Village Players show focuses on ‘growing old with dignity’Written by Chase Will | | firstname.lastname@example.org
The Village Player’s production of “Quartet” aims to change your perception of senior citizens.
The comedic drama follows four retired opera singers who must deal with the harsh realities of aging when an ex-wife shows up and causes friction.
“It’s a really beautiful play about growing old with dignity, which is really what drew me to it,” said Jeff Albright, director.
“I have older parents, and I’ve always been interested in that whole process as I’m going through it with them,” Albright said. “We often throw senior citizens to the wayside as a forgotten population, and this play really shows how vital they can be.”
According to Albright, Toledo has a rich population of older actors who don’t get enough opportunities to showcase their abilities.
Carol Ann Erford plays Cecily, a character in the beginning stages of Alzheimer’s. Erford said that although Cecily serves as comic relief, she’s a very layered character who can move audiences to tears as quickly as laughter.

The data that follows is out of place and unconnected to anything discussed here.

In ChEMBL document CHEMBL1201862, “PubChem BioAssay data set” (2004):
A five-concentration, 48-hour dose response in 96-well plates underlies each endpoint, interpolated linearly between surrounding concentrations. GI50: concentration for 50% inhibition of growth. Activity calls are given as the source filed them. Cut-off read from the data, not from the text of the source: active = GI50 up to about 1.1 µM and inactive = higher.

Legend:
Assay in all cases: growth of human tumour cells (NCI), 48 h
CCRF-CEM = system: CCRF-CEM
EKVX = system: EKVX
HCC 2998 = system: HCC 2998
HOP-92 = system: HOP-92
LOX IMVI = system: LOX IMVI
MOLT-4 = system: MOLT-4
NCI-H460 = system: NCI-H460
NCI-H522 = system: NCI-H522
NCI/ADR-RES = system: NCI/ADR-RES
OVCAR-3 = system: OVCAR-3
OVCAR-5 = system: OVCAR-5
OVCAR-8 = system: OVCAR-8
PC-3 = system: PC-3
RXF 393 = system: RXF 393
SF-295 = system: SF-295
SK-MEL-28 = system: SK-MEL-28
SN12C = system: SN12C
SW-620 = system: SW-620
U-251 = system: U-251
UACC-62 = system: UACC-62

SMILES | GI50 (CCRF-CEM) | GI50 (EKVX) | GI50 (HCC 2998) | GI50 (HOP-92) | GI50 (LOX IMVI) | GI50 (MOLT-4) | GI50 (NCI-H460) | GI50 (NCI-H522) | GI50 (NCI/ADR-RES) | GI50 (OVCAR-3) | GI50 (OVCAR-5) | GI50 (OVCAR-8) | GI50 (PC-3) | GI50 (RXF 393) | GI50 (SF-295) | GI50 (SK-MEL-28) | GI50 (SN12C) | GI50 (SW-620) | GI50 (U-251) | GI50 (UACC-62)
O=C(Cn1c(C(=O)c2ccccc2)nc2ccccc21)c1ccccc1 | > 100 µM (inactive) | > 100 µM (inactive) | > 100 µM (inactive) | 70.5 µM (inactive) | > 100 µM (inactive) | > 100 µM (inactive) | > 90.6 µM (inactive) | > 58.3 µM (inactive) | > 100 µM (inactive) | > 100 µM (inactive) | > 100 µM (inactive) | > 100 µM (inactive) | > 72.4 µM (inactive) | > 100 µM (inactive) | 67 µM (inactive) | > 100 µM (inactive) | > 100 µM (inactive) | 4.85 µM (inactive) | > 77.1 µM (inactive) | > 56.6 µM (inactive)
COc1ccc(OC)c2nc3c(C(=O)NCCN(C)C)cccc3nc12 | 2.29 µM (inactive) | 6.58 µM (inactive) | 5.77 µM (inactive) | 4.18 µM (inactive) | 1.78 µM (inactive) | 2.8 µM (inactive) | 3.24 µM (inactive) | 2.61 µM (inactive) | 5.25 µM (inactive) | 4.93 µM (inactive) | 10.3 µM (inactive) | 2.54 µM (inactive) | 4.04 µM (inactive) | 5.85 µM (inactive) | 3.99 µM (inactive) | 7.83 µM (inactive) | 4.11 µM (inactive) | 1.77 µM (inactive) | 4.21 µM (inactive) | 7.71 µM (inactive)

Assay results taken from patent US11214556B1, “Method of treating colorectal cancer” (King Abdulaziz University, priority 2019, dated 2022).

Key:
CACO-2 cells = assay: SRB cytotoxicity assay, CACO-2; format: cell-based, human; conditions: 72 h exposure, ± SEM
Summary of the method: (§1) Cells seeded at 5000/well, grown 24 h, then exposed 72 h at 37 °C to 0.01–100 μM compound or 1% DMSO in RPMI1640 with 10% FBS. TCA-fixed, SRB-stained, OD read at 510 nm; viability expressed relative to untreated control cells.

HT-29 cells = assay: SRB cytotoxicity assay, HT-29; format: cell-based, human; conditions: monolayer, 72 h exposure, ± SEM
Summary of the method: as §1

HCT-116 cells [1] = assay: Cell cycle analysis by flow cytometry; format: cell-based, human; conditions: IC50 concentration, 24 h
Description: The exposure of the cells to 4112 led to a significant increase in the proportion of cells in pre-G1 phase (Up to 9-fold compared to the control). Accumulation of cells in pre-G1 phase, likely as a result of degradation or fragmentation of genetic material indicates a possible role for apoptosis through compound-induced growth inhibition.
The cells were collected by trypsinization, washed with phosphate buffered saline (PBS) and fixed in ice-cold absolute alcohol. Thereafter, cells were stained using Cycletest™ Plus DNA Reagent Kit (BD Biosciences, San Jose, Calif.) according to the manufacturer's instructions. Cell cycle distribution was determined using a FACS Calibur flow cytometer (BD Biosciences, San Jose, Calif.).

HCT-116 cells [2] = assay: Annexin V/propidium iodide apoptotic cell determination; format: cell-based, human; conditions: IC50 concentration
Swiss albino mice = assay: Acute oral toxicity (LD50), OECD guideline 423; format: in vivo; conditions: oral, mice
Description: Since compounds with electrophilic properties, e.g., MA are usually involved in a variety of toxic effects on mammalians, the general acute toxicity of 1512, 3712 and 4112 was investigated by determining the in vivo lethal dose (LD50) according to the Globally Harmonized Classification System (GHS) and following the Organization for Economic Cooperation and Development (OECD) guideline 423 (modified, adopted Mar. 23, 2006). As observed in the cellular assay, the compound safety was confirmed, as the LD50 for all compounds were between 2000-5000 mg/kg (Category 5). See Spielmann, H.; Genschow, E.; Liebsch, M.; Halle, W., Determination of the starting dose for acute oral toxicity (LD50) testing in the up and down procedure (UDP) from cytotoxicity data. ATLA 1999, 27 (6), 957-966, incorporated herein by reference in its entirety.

“It’s wonderful to see how these older characters react to each other,” Erford said. “Audiences will see bits and pieces of themselves and their parents in these roles, especially those approaching mature age.”
Erford claims that her passion for acting began in the ’60s, when there weren’t nearly as many performance opportunities for younger actors.
“It was ensemble learning back then, which comes in handy with a show like this because if one person gets hung up on a line, someone else can jump in and save them,” Erford said.
An interesting challenge for John DuVall, who plays Reginald Paget, is portraying a character 30 years outside his range.
“It’s a new thing for me. I think the majority of it is through body language and facial expressions,” DuVall said. “It’s all elevated by makeup, but we really don’t rely too heavily on that.”
DuVall said the play explores how no senior citizen is just another face in the crowd, and how everyone you see has an interesting story to tell about their life.
“You’re not always an old person. Everyone has a history, and this play talks a lot about that. For me, as a younger actor playing someone so old, it really made me think,” DuVall said.
With 30 years of directing experience, Albright finds his equal passion for acting gives him an advantage with his cast.
“It helps because we all speak the same sort of language, so there’s a level of intuitiveness about the process,” said Albright.
“Quartet” plays Sept. 12-13 and 18-20 at 8 p.m. and Sept. 14 at 2 p.m. The Village Players Theatre is located at 2740 Upton Ave. Tickets are available at (419) 472-6817 for $16, or $14 for students and seniors.. O